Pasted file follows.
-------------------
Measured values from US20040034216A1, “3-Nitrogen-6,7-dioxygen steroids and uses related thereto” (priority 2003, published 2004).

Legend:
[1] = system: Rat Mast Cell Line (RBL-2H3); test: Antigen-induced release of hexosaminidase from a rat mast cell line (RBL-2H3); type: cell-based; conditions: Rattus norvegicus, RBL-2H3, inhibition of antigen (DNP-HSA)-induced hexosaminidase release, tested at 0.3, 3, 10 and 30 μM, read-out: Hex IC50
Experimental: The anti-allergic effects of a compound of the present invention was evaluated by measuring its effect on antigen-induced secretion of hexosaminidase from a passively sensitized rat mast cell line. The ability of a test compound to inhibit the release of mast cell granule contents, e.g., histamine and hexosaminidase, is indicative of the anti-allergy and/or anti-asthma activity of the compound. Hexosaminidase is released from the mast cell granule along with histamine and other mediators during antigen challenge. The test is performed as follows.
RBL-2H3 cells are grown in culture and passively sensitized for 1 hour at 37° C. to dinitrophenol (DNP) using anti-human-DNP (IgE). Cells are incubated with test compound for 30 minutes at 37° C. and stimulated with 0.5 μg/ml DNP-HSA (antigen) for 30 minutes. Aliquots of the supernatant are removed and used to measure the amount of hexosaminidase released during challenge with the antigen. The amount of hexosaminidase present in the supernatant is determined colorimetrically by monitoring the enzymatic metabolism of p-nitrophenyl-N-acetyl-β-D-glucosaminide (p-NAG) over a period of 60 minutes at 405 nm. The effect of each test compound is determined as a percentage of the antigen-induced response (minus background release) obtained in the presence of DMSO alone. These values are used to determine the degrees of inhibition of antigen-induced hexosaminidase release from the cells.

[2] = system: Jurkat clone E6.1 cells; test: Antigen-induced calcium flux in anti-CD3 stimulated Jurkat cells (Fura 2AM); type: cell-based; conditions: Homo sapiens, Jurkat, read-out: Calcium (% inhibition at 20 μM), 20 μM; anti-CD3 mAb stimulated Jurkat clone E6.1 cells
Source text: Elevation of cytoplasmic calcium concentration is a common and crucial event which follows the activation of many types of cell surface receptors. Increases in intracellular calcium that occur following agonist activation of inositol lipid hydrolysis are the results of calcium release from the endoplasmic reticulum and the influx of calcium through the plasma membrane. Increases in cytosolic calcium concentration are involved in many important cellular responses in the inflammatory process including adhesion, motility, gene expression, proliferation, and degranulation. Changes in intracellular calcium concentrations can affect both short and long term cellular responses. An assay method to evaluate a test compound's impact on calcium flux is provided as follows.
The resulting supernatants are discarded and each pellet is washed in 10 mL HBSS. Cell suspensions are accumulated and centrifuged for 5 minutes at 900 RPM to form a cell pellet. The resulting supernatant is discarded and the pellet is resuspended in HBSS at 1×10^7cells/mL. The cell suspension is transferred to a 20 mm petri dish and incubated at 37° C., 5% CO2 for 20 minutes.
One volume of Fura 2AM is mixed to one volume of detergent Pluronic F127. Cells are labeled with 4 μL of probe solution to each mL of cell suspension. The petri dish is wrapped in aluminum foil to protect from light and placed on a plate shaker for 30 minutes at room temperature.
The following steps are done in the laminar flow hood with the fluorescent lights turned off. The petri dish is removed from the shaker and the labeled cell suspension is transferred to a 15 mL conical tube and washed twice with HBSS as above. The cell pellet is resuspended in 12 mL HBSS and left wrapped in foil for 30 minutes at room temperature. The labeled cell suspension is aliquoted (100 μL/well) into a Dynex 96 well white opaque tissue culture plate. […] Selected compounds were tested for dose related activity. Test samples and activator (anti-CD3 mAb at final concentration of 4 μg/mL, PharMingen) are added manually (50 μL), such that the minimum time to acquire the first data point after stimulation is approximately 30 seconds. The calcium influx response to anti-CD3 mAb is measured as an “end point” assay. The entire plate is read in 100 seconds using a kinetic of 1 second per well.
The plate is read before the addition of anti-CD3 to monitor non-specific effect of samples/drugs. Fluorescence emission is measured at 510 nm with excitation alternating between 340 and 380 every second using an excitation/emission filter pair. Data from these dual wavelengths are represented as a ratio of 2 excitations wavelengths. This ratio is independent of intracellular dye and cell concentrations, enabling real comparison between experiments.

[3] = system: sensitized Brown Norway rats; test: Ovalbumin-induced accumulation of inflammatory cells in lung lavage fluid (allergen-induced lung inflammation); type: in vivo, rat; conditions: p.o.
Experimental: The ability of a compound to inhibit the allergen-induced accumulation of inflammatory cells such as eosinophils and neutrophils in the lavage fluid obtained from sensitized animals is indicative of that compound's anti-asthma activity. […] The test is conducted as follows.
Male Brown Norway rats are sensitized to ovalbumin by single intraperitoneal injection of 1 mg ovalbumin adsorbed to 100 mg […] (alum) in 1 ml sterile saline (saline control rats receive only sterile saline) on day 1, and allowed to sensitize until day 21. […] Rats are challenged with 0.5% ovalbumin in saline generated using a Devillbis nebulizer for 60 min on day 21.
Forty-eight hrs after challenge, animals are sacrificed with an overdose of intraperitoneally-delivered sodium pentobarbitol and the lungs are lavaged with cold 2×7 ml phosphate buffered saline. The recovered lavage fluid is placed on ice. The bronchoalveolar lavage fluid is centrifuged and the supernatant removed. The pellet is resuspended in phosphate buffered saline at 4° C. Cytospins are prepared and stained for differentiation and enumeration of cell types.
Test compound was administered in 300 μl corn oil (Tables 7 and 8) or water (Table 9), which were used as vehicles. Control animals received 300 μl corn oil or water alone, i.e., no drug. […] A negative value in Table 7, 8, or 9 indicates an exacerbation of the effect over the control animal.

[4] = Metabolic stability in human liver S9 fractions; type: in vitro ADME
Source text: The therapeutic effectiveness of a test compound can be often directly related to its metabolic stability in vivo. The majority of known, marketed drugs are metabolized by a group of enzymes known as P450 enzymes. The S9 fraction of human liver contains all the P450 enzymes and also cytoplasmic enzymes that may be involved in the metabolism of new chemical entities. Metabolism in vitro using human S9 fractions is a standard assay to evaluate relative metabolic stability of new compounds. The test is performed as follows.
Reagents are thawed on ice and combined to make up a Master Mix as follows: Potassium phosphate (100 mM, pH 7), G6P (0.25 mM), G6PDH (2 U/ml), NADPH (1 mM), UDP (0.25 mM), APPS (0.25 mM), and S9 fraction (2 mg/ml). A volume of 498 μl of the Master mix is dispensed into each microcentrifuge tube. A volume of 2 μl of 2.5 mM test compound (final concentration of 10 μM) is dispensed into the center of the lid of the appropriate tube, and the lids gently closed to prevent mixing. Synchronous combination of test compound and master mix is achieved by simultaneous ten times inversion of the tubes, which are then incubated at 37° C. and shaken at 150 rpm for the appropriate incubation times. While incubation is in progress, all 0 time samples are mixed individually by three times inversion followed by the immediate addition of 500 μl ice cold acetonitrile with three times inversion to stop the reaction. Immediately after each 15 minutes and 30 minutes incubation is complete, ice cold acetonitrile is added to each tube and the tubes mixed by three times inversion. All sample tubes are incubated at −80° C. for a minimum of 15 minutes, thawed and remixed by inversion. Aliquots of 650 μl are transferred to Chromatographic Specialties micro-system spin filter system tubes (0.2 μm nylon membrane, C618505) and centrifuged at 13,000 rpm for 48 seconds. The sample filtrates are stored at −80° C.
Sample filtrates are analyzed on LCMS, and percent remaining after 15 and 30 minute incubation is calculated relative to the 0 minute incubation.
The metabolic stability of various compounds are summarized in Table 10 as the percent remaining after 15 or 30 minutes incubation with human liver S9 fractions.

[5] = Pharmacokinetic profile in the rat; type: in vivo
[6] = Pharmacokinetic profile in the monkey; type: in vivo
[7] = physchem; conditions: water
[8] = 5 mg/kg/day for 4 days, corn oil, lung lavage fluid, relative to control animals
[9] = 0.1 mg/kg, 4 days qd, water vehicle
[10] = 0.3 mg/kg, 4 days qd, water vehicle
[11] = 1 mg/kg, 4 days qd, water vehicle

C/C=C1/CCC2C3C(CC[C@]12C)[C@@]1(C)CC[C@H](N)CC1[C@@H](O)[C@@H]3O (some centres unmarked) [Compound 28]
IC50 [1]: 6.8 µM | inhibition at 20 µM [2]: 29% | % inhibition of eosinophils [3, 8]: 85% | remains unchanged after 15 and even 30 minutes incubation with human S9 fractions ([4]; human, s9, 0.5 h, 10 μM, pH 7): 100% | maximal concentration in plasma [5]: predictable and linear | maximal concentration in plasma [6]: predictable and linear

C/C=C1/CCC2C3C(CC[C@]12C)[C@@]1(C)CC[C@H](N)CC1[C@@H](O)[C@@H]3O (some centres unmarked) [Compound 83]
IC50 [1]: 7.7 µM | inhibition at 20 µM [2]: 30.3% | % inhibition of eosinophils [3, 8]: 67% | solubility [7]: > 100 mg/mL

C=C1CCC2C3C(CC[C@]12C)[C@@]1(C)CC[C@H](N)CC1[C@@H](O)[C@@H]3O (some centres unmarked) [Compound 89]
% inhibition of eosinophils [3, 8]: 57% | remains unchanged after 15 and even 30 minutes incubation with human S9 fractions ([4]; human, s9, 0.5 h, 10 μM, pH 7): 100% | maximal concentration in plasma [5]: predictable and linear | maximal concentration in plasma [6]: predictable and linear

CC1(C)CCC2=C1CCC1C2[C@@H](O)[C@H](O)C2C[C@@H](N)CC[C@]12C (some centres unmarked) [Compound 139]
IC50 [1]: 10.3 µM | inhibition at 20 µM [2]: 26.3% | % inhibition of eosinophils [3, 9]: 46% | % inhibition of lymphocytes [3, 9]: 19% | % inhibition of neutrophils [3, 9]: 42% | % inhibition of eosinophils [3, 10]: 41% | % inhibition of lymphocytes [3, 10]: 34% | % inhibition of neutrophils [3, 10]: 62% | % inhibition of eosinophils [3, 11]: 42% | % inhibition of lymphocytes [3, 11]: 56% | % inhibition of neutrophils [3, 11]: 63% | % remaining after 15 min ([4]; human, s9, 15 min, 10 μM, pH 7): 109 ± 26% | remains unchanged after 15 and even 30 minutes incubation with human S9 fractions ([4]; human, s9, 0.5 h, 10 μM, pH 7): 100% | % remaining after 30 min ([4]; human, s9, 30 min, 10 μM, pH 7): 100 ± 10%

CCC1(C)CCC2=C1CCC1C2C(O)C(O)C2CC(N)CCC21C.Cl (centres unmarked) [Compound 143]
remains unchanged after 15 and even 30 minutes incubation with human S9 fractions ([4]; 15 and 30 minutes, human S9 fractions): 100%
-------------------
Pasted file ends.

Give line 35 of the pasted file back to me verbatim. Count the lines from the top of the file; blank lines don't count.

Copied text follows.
CC1(C)CCC2=C1CCC1C2[C@@H](O)[C@H](O)C2C[C@@H](N)CC[C@]12C (some centres unmarked) [Compound 139]